2021: 7 issues to watch in education

For a third consecutive year, the Federation of Private Educational Institutions (FEEP) took on the task of determining seven educational issues to watch. Here they are.

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Reinvent yourself, be creative, see the light at the end of the tunnel, so many expressions that you can no longer bear? 🙂 For the third consecutive year, the Federation of Private Educational Institutions (FEEP) took on the task of identifying seven education issues to watch this year. This reflection could serve as guidelines for the months to come.

Here are 7 education issues to watch for in 2021:

1. A crisis rich in pedagogical learning

2. Professional development: doing better what you do well

3. Priority for students with difficulties

4. The establishment of the new preschool cycle

5. The personalization of human resources services to attract and retain education personnel

6. Youth mental health before and after the pandemic: school and adults as protective factors

7. Address implicit bias in schools


First observation: the pandemic will have made it possible to acquire new educational skills. FEEP underlines in particular that the school situation linked to COVID-19 will have made it possible to refocus on skills development, as recommended in the Quebec school training program (PFEQ). In addition, we had to question the role of evaluation with students. Why and what to evaluate? The objective is much more to evaluate to learn and not to learn to evaluate. Finally, technologies will have been at the heart of distance education. Innovation, whether technological or educational will remain at the center of education, even after the pandemic according to the document.

Pandemic or not, professional development must remain a priority whether you are a teacher, director or educational advisor. Professional development is not only essential for the various players in the world of education in terms of personal growth, but it will also have an impact on improving student learning.

Since the start of the school year, students with special difficulties have often been at the center of concerns. As resources have not always been there, FEEP considers it a priority for schools to quickly identify those who have lacked regular monitoring in order to assess the situation. 

Kindergarten 4 years old

The establishment of a new preschool cycle obviously remains a major challenge. The deployment of the 4-year-old kindergarten in the midst of the pandemic will bring significant challenges: ensuring that children can socialize despite everything and ensure intervention mechanisms for toddlers showing signs of delay in their cognitive development. Indeed, it is one of the main objectives of this new cycle: to ensure that all young Quebecers are better equipped for their entry into elementary school.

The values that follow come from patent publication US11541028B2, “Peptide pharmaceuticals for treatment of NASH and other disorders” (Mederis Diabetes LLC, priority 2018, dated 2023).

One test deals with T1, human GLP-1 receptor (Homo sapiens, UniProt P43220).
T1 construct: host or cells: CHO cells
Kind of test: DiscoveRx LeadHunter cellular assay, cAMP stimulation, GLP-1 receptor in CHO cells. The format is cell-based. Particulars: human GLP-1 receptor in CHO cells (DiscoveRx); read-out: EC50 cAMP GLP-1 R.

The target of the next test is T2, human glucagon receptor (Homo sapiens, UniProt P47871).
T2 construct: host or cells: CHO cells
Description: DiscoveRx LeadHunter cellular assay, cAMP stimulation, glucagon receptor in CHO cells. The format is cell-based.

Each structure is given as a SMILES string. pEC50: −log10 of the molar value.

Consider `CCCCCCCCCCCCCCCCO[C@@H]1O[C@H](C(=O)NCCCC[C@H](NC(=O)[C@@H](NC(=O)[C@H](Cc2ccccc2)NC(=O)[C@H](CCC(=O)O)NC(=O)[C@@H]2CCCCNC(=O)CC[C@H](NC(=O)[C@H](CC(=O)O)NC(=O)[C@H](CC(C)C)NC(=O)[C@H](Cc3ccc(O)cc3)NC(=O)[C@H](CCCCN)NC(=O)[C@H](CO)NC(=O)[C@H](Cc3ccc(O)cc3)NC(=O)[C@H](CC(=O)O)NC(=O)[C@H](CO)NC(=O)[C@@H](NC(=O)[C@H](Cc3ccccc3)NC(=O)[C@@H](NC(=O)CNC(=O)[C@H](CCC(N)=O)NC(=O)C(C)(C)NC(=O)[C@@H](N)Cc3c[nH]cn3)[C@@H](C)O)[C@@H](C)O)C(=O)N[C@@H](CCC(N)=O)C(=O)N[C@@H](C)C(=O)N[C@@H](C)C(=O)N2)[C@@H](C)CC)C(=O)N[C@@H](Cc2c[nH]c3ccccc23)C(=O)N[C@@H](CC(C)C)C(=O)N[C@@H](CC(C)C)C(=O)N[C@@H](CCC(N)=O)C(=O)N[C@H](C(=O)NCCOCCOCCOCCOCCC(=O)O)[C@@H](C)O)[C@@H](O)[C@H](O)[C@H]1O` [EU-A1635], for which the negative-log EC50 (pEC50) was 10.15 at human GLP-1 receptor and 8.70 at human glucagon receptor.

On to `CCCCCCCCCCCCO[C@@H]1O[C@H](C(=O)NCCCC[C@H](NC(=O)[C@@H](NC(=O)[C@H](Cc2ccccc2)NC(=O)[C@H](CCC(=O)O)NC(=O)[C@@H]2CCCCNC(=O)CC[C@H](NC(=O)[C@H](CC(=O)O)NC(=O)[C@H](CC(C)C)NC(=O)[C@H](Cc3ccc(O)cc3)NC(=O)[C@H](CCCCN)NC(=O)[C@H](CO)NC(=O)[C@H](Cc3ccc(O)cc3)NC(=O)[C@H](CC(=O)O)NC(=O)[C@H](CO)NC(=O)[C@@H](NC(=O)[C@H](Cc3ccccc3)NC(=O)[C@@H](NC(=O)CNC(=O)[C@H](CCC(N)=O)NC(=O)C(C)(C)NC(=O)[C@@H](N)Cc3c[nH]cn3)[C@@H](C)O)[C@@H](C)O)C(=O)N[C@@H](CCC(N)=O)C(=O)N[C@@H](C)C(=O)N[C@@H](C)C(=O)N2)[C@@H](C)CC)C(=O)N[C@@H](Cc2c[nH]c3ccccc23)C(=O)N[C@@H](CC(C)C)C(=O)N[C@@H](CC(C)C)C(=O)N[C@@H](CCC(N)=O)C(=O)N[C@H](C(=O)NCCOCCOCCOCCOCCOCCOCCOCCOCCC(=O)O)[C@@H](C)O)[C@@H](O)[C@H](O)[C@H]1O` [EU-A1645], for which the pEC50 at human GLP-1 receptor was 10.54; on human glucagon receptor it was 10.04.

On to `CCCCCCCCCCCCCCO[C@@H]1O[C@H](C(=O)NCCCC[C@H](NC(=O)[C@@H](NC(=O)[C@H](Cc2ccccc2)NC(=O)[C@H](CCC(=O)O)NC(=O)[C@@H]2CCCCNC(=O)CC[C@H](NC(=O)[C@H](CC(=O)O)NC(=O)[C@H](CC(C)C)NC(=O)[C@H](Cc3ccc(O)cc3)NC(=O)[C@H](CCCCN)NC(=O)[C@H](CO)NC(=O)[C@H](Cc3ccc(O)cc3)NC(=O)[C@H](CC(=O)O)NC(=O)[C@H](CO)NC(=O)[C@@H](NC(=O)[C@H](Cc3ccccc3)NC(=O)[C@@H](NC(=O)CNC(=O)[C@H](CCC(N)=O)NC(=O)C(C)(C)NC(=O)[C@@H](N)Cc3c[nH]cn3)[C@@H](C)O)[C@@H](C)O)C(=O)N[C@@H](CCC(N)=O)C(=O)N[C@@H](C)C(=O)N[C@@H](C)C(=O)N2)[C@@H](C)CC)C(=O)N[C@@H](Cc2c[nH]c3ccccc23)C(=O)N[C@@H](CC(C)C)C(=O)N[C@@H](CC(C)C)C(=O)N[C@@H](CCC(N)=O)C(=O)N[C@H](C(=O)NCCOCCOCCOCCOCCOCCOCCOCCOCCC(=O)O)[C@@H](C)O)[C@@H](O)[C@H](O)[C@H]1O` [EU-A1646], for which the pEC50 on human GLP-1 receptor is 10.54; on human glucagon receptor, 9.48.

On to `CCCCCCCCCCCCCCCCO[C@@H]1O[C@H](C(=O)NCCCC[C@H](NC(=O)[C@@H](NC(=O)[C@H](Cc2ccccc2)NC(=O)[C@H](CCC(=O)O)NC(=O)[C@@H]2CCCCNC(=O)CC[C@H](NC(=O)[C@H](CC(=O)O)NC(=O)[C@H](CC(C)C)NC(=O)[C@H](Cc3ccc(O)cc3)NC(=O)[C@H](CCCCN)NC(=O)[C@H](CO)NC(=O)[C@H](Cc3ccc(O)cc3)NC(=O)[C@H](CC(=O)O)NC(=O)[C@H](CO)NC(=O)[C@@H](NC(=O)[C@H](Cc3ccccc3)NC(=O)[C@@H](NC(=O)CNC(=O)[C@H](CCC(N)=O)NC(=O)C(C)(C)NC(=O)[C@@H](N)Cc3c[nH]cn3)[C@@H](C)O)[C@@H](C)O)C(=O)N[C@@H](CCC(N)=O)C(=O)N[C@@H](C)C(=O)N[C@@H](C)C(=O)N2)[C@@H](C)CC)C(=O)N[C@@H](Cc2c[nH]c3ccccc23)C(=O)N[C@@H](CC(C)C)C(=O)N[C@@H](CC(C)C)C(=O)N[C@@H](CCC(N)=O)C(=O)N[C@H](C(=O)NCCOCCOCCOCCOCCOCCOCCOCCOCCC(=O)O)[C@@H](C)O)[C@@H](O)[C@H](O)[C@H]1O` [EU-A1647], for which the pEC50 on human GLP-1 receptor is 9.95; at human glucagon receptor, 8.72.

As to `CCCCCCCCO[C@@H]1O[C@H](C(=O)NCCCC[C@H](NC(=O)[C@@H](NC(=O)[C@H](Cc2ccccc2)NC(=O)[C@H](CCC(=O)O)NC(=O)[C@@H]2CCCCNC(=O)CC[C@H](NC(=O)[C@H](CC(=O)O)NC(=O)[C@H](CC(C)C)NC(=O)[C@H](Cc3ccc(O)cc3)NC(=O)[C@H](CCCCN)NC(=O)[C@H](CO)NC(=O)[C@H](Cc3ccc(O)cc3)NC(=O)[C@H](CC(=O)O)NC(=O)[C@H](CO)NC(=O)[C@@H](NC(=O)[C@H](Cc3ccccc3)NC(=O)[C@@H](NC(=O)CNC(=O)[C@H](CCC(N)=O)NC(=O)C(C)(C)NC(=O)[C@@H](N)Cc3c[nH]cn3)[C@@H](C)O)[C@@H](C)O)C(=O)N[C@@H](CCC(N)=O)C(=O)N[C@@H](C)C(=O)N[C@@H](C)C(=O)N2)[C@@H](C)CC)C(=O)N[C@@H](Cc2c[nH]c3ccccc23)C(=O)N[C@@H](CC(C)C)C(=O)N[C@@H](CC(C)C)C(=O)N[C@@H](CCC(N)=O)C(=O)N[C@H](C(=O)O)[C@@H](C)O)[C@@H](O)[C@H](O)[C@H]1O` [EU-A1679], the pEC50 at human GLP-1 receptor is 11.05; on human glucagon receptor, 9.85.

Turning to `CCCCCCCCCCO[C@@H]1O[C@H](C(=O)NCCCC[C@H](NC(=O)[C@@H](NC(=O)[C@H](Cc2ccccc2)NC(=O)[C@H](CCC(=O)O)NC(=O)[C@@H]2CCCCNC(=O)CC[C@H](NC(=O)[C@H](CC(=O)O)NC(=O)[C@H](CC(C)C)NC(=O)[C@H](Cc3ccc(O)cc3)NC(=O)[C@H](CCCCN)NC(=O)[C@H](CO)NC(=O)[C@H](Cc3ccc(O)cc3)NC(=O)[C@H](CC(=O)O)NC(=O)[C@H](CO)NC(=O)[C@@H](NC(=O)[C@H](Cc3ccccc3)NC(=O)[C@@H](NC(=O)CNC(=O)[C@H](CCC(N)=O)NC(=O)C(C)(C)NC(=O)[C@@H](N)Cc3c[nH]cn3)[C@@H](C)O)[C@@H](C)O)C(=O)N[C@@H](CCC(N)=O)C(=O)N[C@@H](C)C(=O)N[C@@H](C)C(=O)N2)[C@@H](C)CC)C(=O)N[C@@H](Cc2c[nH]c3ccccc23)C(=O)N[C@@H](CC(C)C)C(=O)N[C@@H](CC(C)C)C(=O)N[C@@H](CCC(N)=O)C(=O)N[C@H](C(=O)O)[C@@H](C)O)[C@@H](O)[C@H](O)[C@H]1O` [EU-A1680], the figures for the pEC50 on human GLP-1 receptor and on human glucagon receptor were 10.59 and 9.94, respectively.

The issues proposed by FEEP are not addressed exclusively to teachers, but also to the entire world of education. To attract and retain education personnel, it is important, according to the Federation, for school organizations to take into account the requirements of those working in the education system. Offer more flexible hours in order to reconcile work and family, or offer social benefits geared towards the well-being of people. Also ensure that a proposed position matches the skills of the employee. In short, human resources management will have to adapt to the current context.

Mental Health

Indices of feelings of isolation, demotivation, sleep deprivation and irritability appear to be on the rise, according to figures from National Institute of Excellence in Health and Social Services (INESS). According to FEEP, school and adults are protective factors. They will have to demonstrate, among other things, sensitivity, compassion, flexibility and creativity in their interventions. But it is still necessary that these adults, also affected by the pandemic, be helped in the event of distress or anxiety.

See or review the forecast as well for 2019 and those for 2020.

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About the Author

André Magny
André Magny
For more than 30 years, André Magny has been going back and forth between journalism and teaching French to teenagers and adults alike. Freelance freelance writer for various media including Francopresse, he was also a cultural journalist at Law in Ottawa and in charge of new technologies at Soleil de Québec. He also did sports journalism in France. He has a weakness for the Francophonie, culture, sports, cuisine and politics.

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